Breeding males and females swim around each other, perform different postures by dipping their neck and head into the water and give out the typical black-necked swan call.

The breeding nest is made up of aquatic plants and vegetation and is built around the edges of water bodies by both the male and female of a pair. The female bird lays a clutch consisting of four to eight cream-colored eggs, which undergo incubation for 34-36 days.

The female alone does the incubation. After the incubation period is over, the eggs of the waterfowl hatch, and the cygnets (young swans) that emerge are covered with grayish-white downy feathers.

After hatching, the cygnets take about 10 weeks to fledge and are taken care of by both parents.

The parents provide food to the cygnets and protect them from predators. The cygnets become mature within two years of hatching but do not form pairs until they are three years old.

What is their conservation status?

According to the evaluation of the International Union for Conservation of Nature (IUCN) Red List of Threatened Species, the black-necked swans have a Least Concern status with a globally stable population.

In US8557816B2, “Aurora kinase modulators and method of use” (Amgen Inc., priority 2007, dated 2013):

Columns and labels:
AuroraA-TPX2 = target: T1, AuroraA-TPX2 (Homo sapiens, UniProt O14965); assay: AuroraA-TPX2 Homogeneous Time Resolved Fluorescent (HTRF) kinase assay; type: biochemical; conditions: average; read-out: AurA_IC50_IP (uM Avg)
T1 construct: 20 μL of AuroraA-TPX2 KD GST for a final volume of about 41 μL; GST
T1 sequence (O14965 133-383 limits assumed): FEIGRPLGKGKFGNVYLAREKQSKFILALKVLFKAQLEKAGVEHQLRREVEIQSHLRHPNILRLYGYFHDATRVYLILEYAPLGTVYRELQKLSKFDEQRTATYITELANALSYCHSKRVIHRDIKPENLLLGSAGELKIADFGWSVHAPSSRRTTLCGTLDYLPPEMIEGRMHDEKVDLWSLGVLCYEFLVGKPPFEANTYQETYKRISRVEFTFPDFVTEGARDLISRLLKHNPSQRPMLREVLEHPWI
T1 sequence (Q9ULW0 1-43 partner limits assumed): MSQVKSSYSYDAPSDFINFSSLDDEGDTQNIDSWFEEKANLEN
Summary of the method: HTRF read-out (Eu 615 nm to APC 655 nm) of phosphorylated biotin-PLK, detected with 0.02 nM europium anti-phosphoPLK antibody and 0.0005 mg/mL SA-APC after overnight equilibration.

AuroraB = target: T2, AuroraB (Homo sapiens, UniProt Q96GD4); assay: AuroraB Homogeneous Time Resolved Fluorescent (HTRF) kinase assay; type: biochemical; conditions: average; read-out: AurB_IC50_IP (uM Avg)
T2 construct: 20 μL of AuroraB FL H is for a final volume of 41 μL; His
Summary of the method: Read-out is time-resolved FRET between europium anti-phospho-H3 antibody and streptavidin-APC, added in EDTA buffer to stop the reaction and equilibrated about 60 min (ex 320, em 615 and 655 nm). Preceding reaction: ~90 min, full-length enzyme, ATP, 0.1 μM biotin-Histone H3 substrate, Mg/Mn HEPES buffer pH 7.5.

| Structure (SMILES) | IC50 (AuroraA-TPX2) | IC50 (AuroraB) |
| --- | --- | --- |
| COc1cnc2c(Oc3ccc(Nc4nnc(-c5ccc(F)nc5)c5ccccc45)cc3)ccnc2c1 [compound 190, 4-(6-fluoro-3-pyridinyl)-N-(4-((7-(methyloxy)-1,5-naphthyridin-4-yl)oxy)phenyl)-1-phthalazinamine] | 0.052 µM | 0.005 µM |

Black-Necked Swan Fun Facts

What do black-necked swans look like?

Black-necked swans have a body of white feathers and a prominent, long black neck and head. They have an unmistakable white stripe behind the eyes. In addition, the head and neck may be speckled with white.

A double-lobed, bright red knob or caruncle is present at the base of the bluish-gray bill where it meets the head. The birds have pointed wings with short, pink legs, and the wings are covered in white feathers. The hind toe is elevated.

Young swans or cygnets are dull with light-brownish-gray coat color. The bills and feet are black. They develop contrasting black neck and white bodies in their second year of life.

How cute are they?

No doubt, the cygnets are very cute and adorable due to their sheer size. Adults, on the other hand, are more beautiful than cute. The slender, long black neck and white body further add a touch of elegance to the animals.

How do they communicate?